ERIC Number: ED453324
Record Type: RIE
Publication Date: 2001-May-23
Understanding Differences in Black and White Child Poverty Rates. A Report of the Heritage Center for Data Analysis.
Rector, Robert; Johnson, Kirk A.; Fagan, Patrick F.
This study uses National Longitudinal Survey of Youth (NLSY) data to analyze differences in black and white child poverty. The NLSY documents family income and underlying conditions such as employment, educational attainment, welfare use, and marriage or divorce. This analysis examines: time in poverty, time on welfare, time in a single parent home, mother's math and verbal skill level, number of children born to the child's mother, mother's age at first birth, regional variables, rural residence, and racial group. Results indicate that welfare dependence and single parenthood are the major underlying factors producing child poverty. Increases in time on welfare, time in a single parent family, and number of siblings lead to increases in a child's time in poverty. Increases in a mother's math and verbal skills lead to decreases in a child's time in poverty. Race per se is not a significant factor in directly increasing child poverty. Black children have the same poverty rate as white children who are raised in similar circumstances. However, black children are more likely to be poor than white children primarily because they are more likely to live in single parent homes and be on welfare. Technical specifications are appended. (SM)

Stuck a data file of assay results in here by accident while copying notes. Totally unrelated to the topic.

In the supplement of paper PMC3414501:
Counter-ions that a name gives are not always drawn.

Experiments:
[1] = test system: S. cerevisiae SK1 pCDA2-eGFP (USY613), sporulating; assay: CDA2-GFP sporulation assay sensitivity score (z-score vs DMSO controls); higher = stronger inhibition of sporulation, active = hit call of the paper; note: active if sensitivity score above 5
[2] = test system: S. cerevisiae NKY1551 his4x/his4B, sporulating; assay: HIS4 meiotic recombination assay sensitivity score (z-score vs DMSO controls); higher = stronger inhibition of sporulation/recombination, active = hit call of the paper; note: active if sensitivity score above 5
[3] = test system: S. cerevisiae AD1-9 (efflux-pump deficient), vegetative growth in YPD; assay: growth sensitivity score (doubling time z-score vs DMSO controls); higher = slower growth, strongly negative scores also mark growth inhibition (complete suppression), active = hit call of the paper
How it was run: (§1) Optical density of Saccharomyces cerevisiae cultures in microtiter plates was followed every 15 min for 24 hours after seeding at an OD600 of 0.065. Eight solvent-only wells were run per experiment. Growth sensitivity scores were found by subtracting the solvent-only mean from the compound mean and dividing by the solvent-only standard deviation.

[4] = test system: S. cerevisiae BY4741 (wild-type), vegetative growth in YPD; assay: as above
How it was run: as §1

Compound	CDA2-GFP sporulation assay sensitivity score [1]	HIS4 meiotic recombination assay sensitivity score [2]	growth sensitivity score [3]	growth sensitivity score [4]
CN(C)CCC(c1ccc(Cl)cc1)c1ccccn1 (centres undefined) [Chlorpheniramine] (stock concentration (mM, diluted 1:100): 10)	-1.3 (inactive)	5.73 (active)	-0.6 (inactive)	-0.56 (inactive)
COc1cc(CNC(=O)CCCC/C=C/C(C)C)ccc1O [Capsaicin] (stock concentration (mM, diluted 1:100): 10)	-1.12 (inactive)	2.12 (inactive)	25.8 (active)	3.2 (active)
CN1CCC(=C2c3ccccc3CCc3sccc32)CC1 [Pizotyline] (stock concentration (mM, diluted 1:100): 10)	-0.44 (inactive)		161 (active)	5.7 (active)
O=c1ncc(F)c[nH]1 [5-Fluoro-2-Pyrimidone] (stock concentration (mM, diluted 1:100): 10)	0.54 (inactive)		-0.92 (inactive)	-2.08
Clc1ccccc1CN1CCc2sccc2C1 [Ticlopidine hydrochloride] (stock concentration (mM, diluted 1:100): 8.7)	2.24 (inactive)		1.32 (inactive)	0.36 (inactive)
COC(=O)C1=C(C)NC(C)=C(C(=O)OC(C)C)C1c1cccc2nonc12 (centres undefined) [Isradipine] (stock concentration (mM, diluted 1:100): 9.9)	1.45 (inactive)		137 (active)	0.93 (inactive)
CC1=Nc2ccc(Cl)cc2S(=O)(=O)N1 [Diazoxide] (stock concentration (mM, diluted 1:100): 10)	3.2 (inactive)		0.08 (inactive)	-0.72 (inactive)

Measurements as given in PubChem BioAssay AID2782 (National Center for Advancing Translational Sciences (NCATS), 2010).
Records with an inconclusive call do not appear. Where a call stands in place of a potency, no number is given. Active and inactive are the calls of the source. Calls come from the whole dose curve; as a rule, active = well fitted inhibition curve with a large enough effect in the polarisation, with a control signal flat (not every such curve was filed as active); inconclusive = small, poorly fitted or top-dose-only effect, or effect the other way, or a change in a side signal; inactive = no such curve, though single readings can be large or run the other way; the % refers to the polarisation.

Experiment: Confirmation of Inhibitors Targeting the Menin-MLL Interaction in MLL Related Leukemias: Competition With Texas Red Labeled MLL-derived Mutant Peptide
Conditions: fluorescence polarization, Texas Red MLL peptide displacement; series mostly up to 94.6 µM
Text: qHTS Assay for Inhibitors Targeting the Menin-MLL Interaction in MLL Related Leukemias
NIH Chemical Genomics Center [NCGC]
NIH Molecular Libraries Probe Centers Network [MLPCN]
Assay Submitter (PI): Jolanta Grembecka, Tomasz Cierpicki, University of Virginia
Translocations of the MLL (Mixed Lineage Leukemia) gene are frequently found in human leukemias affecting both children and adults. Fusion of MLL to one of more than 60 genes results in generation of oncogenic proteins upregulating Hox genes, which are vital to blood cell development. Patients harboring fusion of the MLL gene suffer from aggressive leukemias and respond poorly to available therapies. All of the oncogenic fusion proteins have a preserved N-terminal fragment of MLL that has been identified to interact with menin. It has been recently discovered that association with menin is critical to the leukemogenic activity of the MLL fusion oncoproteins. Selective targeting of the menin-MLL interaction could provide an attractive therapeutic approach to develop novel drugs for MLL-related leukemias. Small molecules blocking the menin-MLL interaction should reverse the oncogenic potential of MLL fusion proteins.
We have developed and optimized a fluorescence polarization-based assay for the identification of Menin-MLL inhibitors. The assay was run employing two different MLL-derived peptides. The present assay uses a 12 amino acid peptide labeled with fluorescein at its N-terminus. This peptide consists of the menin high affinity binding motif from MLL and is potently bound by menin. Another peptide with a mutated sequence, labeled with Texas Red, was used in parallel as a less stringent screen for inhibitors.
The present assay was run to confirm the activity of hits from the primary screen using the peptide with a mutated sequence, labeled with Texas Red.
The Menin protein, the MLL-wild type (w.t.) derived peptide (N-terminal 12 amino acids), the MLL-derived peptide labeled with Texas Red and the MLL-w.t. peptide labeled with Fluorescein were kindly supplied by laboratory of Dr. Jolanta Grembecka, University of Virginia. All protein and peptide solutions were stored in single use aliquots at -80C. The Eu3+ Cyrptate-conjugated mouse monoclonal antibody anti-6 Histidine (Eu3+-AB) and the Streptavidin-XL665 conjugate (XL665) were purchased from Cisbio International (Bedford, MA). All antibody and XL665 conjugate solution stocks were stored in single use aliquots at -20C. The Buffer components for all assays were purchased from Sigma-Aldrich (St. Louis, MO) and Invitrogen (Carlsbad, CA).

Descriptors: Blacks, Educational Attainment, Low Income Groups, Mothers, One Parent Family, Place of Residence, Poverty, Racial Differences, Racial Discrimination, Welfare Recipients, Whites
Heritage Foundation, 214 Massachusetts Avenue, N.E., Washington, DC 20002-4999. Tel: 202-546-4400; Web site: http://www.heritage.org.
Publication Type: Numerical/Quantitative Data; Reports - Evaluative
Education Level: N/A
Authoring Institution: Heritage Foundation, Washington, DC. Center for Data Analysis.